The key issue is that the overall disease frequency in the population m is given by


Dividing Eq. 6 by T R1 and by means of some algebraic manipulation, it is straightforward to show that


In a similar way it is possible to derive the expressions for the marginal risks of the other genotypes. By numerically solving this set of three equations (one for each T R i ) it is possible to obtain a i and β i coefficients that match at most the user's requests.

Algorithm and Implementation

The simulation procedure is divided into several steps (Figure 3). First of all, the genotypes of G genetic factors and the levels of exposure of E environmental factors are assigned to the N individuals.

Figure 3

Flowchart of GENS. Starting from desired population characteristics, GENS assigns to each individual the genotypes of genetic factors and the exposure levels of environmental factors. Beside, the module KAPS uses population characteristics to compute coefficients of the Multi-Logistic Model. Thus, on the basis of individual characteristics and Multi-Logistic Model, the individual disease risk is computed. The last step is the assignment of disease status to individuals (affected/not affected) according to their disease risks.

Consequently, the sample population characteristics (Table 2) are input by the user and hence the coefficients of the MLM are calculated. Finally, the disease risk and the disease status are assigned to each individual.

Table 2 Parameters required by GENS. Description of parameters required by GENS in order to produce a simulated case-control sample. These parameters are translated into coefficients for the Multi-Logistic Model by the Knowledge-Aided Parametrization System.

Concerning the genetic factors, the user can provide the allelic frequencies or allow the simulator to randomly select them (with a uniform distribution between 0.1 and 0.9). In both cases, the Hardy-Weinberg's law is used for the calculation of the frequencies of the genotypes. Afterwards, by means of a Monte Carlo method, the genotype of each genetic factor is randomly assigned to each individual according to the genotypic frequencies. Similarly for the environmental factors, the user can use a distribution function, among a set of predefined ones, or provide an empirical distribution PE(). Again by a Monte Carlo process the exposures of environmental factors are assigned according to distribution functions.

After the assignment of the genetic and environmental factors to individuals, the next step is the assignment of the phenotype. For this process the system computes the coefficients of the MLM in order to create the relationship between population characteristics, type of GxE interaction, and disease risk. The actual computation of the coefficients is performed by KAPS that, by means of Eq. 7 and similar ones for T R2 and T R3, solves numerically the resulting system of three equations and returns α1, α2, α3, β1, β2 and β3.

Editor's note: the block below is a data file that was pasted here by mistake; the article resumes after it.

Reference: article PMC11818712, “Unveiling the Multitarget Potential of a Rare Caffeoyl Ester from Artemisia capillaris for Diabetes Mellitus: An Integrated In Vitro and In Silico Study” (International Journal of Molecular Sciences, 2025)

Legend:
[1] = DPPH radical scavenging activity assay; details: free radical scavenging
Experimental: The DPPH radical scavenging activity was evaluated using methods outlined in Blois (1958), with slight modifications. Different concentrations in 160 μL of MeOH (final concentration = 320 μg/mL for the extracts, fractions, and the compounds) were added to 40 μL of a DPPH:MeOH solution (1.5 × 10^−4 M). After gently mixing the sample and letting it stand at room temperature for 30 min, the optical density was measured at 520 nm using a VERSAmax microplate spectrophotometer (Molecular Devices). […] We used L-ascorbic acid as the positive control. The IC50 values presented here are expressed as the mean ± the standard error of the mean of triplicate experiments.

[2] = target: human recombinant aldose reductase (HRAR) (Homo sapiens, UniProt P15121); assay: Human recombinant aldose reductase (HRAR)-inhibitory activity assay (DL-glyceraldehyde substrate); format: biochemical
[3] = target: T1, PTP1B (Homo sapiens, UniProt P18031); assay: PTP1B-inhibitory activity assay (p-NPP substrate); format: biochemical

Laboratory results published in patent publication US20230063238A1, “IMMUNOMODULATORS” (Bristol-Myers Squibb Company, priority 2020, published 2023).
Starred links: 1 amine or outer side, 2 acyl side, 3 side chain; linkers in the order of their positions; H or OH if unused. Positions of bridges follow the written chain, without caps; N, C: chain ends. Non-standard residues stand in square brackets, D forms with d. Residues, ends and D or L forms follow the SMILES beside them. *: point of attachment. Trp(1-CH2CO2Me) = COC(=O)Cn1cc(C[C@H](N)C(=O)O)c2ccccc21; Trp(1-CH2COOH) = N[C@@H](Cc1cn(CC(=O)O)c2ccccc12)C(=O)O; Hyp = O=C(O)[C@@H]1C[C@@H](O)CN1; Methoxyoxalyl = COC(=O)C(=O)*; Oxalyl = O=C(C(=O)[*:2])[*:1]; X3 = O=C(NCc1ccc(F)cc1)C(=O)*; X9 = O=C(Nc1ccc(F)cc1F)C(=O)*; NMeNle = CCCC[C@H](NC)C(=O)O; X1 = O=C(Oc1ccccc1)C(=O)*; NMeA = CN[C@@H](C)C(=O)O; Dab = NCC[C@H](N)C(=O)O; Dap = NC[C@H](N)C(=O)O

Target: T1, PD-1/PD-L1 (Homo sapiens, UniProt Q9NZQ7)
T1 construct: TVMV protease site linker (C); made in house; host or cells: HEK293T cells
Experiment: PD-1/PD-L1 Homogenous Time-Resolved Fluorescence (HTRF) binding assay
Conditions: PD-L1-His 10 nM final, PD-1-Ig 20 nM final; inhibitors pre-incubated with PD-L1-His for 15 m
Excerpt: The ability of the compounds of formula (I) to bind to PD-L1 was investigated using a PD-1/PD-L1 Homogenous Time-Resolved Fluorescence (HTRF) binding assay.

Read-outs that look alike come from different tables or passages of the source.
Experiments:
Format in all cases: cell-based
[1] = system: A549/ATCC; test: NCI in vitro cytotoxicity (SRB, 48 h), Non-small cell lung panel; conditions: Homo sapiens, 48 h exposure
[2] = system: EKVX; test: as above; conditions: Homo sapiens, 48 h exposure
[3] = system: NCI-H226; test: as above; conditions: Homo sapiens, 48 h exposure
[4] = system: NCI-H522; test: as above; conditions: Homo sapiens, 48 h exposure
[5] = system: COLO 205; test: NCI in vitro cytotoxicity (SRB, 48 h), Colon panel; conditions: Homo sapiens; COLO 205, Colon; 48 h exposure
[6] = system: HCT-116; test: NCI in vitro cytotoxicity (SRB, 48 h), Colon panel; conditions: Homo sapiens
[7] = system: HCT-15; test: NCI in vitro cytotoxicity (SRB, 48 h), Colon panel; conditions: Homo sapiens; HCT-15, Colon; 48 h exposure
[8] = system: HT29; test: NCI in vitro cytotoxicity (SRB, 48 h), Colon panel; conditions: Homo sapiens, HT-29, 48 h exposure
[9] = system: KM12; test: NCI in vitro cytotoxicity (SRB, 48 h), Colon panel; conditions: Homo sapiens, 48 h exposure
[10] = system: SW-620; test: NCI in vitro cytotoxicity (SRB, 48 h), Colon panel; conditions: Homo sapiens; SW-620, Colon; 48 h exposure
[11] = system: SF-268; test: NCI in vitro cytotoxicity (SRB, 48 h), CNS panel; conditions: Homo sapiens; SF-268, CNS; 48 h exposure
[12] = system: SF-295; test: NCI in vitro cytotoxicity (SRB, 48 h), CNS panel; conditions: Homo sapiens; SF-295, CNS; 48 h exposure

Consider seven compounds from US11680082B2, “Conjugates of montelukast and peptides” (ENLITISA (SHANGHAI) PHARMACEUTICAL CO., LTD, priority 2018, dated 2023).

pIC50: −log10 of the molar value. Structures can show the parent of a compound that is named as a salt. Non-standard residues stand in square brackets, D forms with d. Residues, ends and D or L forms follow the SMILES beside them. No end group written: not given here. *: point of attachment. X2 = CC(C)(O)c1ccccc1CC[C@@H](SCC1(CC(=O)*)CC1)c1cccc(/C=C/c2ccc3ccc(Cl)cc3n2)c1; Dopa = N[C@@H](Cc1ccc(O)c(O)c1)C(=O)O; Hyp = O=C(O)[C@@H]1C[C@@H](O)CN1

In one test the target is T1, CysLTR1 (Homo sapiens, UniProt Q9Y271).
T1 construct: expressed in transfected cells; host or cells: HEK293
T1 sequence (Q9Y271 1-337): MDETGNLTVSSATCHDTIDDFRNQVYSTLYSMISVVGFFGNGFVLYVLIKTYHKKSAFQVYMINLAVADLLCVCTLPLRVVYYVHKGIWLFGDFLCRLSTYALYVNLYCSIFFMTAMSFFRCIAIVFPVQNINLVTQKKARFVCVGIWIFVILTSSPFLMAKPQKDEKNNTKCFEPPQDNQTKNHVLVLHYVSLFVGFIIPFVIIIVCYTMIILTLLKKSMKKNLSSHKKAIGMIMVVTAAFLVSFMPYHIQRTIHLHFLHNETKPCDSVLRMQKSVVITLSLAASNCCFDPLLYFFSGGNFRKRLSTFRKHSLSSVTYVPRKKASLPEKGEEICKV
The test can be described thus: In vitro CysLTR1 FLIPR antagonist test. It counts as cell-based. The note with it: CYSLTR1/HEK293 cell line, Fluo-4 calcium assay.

The disease risk (0 ≤ R(g i , x j ) ≤ 1) is assigned by the MLM (Eq. 3) by using the parameters previously identified. In particular, for each individual his genotype i establishes the coefficients α i and β i computed by KAPS, while the exposure level is the value of the covariate x j . The last step is to assign a disease status (affected/not affected) to the individuals. Again by a Monte Carlo process, the system generates a random number with uniform distribution in [0, 1] and assigns to the individual the status 1 (affected) if this number is less then his risk R(g i , x j ), or 0 (not affected) if otherwise.

An implementation of GENS is freely available on Sourceforge as a set of Matlab 7.0 scripts that can be freely modified to address different requirements (different risk function, multiloci interaction, etc.).

Discussion and Conclusions

In this article we present a novel mathematical approach to model GxE in complex diseases. This approach is based on a Multi-Logistic Model (MLM) and it is specifically tailored to model disease risk in data set that simulates case-control samples. We implemented this method in Gene-Environment iNteraction Simulator (GENS), a tool designed to yield case-control samples for GxE. These tools could be useful to generate simulated data sets in order to assess the performances of statistical methods.

The necessity to provide simulated populations is due to the difficulty of obtaining real populations in which enough parameters are known to be related to the phenotype. Furthermore, during the design of a statistical study, simulated populations can also be used to estimate the expected statistical power when assuming different types of GxE [26]. We focused on inputing characteristics extracted by real populations (such as allelic frequencies, environmental factor distributions, risk given by genetic and environmental factors, etc.). In this way it is also easy to replicate real populations and evaluate the change of statistical power due to changes of the parameters as the sample size (N) and the disease frequency (m) and the type of GxE and etc.

The key idea underlying the MLM is the modelling of the disease risk in each combination of genetic factors (genotypes) as a different mathematical function of the environmental exposures (Figure 1). In this way it is possible to model any type of interaction between genetic and environmental factors, also complex and non-linear ones. We based our approach on the logistic function. This function is widely used in epidemiological studies and has several advantages. It follows the Weber-Fechner law and as the value of the risk factor increases it naturally ranges from 0 to 1 [27]. Moreover, the coefficients of the covariates correspond to the logarithm of the odds ratio due to a one-unit increase (in this case the environmental factor) [27]. In particular, in order to calculate the disease risk, the genetic factors of individuals sets coefficients of the function while the environmental factors assign a value to its covariates.